Who’s Afraid of Rachel Corrie?

Jed Brandt Apr 20, 2005

If Israel is supposed to be the sixth borough of New York, then it’s looking like the theater is another occupied territory. After the New York Theatre Workshop (NYTW)
indefinitely postponed My Name Is Rachel Corrie in response to the “concerns” of
unnamed Jewish organizations, the play’s future is in question.

Alan Rickman’s play was developed for England’s Royal Court Theatre from the journals
that American anti-occupation activist Rachel Corrie kept from the age of 12 up until
the day in March 2003 she was crushed by an Israeli bulldozer set to demolish a Palestinian
home in the Gaza Strip. Corrie, 23, was the first “international” to be killed while volunteering with the International Solidarity Movement, a non-violent direct action organization that attempted to obstruct the Israeli occupation of Palestine.

“I can only guess at the pressures of funding an independent theater company in New
York, but calling this production ‘postponed’ does not disguise the fact that it has been cancelled,” Rickman said in a statement.

The script is not yet commercially available in the United States, but if the rave reviews of
the British press can be taken at face value, a serious work of art has been suppressed, at
least for the moment, in the United States. According to The Guardian, over “the course
of 90 minutes you feel you have not just had a night at the theater: you have encountered an
extraordinary woman.”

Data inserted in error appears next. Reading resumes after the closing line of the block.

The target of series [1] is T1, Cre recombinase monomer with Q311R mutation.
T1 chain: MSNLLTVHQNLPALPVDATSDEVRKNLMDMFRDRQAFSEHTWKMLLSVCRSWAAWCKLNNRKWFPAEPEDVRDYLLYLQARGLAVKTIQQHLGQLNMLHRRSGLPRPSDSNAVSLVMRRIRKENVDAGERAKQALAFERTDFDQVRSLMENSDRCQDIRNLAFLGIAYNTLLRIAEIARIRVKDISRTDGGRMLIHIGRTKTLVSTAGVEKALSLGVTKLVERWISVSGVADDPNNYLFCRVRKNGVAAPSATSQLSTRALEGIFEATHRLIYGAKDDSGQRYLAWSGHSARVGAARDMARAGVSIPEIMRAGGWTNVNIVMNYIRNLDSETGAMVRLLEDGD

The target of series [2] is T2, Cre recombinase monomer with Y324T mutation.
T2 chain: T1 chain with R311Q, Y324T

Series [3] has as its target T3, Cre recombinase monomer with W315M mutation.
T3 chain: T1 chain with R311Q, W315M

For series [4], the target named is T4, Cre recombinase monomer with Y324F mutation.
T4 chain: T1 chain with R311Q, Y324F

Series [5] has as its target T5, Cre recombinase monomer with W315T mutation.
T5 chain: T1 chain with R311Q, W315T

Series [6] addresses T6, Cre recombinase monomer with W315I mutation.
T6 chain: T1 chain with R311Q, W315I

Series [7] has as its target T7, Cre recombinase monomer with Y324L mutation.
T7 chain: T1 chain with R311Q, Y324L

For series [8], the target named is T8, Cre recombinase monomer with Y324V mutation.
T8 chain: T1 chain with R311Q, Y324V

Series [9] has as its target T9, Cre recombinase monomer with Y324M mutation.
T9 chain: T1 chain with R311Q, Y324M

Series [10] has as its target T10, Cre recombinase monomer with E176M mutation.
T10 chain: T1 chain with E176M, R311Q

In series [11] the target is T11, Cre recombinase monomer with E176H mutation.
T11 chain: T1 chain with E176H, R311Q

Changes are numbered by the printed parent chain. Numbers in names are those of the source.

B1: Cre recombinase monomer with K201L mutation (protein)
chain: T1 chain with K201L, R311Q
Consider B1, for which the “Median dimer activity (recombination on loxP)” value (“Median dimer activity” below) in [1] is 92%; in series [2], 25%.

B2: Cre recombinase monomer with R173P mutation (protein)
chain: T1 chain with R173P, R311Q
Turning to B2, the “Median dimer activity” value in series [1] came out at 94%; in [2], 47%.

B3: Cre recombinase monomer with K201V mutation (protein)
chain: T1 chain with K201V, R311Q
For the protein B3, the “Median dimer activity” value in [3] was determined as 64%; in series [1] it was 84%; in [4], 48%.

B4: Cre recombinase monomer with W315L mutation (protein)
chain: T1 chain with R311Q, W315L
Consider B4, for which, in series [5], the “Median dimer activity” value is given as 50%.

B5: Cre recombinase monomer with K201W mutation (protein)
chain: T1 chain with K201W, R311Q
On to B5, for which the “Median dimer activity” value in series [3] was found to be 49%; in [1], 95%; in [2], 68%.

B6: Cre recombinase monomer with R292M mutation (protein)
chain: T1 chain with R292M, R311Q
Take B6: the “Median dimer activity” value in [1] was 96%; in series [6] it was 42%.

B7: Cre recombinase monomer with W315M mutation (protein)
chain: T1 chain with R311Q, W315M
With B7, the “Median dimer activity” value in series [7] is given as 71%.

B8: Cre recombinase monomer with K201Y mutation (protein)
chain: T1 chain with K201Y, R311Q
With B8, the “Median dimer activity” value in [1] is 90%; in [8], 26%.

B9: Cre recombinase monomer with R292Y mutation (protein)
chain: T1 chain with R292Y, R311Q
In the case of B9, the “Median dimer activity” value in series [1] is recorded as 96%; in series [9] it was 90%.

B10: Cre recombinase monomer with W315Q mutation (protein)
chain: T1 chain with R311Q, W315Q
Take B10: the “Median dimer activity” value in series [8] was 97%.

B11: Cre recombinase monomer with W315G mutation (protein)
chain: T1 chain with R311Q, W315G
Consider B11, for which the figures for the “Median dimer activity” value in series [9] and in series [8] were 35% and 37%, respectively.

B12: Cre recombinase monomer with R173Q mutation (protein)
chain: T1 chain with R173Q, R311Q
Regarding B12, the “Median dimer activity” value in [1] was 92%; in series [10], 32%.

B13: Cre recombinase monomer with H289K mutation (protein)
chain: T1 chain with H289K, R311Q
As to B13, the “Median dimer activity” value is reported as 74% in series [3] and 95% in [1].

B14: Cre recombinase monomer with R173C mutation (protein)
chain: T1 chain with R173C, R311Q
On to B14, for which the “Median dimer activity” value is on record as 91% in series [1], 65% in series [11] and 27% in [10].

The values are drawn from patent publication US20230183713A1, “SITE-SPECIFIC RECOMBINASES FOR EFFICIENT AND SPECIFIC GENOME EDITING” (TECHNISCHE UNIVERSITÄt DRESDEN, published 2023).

For those closely following the “row,” we’ve instead been treated to the entirely un-extraordinary personage of James Nicola, the NYTW’s queasy artistic director.

When Rickman went public, decrying what he called “censorship,” Nicola first responded
by denying that the play was set to open in March, adding that “after Ariel Sharon’s illness
and the election of Hamas, we had a very edgy situation,” before denying that outside pressure played any part in his decision. “We found that our plan to present a work of art would be seen as us taking a stand in a political conflict that we didn’t want to take.”

Outrage was swift in England, with Vanessa Redgrave calling it “political cowardice,” and
threatening to take the NYTW to court over her investment in the production.

After pressure from both sides of the Atlantic that one receptionist at the theater called overwhelming,” Nicola amended his early hedges by saying, “We were trying to do whatever we could to help Rachel’s voice be heard.”

There is still no date or guaranteed venue for the play’s opening.

“Whether one is sympathetic with her or not, her voice is like a clarion in the fog and should be heard,” Rickman said.

The month before she was killed, Corrie wrote to her parents: “I look forward to seeing
more and more people willing to resist the direction the world is moving in, a direction
where our personal experiences are irrelevant, that we are defective, that our communities
are not important, that we are powerless, that our future is determined, and that the highest
level of humanity is expressed through what we choose to buy at the mall.”

Responding with something of a theatrical intifada, activists have staged several readings
of Corrie’s journals around the country, including a major showing at the Riverside
Church on March 22 with Alice Walker, Maya Angelou, Suheir Hammad, Danny Hoch, Eve Ensler and Howard Zinn.

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